The federal government gave the media a first peek Wednesday at construction of prototypes for President Donald Trump's proposed border wall.
Crews working on two of the eight prototypes moved dirt, with one of the crews also installing steel reinforcing bars before concrete is poured.
Each crew gets only 60 square feet to work on their prototype, prompting some to do assembly work elsewhere before moving the structure to their designated position.
Contractors have 30 days to finish.
The rectangular construction zone is fenced off from public viewing in a remote area of San Diego along the Mexico border.
The models will be tested for the ability to withstand sustained drilling with power tools and to deter crossers with anti-climbing features. They also must be aesthetically pleasing from the north side.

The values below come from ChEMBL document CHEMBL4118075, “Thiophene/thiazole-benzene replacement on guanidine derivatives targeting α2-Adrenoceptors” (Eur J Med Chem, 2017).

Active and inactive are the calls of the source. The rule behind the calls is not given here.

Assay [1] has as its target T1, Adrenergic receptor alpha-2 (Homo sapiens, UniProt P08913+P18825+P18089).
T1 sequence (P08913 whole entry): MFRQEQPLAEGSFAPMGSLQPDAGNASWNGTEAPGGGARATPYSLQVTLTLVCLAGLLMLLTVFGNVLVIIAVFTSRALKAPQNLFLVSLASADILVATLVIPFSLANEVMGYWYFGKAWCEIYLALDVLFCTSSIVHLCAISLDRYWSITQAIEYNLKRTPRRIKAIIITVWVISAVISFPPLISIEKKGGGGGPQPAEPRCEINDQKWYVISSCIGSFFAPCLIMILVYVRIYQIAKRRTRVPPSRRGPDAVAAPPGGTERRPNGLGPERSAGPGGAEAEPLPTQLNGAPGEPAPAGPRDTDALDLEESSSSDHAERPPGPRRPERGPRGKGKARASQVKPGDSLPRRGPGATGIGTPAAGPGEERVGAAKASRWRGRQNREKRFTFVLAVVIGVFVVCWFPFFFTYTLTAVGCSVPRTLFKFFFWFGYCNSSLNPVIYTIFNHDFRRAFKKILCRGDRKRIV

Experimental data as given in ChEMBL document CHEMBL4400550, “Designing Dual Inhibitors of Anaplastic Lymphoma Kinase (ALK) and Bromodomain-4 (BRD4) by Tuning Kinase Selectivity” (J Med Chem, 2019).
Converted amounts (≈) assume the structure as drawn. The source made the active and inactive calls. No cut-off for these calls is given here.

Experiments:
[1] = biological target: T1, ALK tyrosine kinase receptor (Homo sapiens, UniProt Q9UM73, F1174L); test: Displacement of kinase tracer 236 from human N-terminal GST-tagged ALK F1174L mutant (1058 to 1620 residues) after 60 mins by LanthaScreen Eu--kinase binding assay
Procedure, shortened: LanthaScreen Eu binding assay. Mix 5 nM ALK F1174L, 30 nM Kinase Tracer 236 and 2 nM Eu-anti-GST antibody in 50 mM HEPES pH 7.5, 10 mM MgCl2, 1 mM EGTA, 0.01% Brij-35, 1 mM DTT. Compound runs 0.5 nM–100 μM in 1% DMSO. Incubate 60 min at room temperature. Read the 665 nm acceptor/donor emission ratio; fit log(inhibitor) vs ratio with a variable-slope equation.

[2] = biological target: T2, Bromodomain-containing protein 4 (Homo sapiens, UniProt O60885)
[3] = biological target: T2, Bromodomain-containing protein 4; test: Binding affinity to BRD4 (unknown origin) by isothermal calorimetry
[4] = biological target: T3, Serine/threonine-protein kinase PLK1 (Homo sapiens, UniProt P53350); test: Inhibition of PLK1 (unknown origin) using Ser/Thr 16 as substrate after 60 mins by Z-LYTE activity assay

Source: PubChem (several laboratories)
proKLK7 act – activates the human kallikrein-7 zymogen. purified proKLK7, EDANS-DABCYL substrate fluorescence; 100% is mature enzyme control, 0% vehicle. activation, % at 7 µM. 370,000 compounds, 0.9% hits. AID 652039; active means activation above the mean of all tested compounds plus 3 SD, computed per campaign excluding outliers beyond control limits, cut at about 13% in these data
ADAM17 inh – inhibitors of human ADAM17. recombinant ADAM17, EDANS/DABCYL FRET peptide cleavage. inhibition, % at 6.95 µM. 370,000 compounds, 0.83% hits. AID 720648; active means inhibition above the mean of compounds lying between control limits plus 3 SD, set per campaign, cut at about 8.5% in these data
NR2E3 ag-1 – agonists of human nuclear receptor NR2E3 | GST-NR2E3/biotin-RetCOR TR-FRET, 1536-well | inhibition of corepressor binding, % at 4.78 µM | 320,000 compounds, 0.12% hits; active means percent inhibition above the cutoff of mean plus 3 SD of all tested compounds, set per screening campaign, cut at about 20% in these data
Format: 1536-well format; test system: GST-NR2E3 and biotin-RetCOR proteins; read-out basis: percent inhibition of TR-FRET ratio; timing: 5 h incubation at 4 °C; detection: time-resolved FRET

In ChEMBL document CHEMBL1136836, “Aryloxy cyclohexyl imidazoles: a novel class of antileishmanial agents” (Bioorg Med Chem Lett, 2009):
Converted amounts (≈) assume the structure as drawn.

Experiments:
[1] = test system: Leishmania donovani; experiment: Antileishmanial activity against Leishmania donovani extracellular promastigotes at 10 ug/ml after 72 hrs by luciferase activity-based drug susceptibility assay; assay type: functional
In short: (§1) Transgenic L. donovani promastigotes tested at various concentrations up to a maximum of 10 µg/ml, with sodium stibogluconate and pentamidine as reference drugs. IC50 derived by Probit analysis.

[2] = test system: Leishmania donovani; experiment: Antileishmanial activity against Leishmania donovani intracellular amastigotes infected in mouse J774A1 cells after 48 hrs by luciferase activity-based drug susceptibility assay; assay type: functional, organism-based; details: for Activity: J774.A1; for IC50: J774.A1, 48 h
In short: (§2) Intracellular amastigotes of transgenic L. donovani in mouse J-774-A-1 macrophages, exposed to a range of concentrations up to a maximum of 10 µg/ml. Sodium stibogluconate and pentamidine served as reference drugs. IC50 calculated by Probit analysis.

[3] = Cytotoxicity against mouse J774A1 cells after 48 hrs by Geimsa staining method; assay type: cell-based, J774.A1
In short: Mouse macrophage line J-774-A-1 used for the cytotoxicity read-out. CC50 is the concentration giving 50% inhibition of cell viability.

The government will consider the models to guide the proposed construction on the nearly 2,000-mile border with Mexico. Trump says he wants them to be see-through.
Funding is a big question. The administration has requested an initial $1.6 billion next year to replace 14 miles of fencing in San Diego and build 60 miles in the Rio Grande Valley in Texas, the busiest corridor for illegal crossings.
Democrats have balked at providing the money.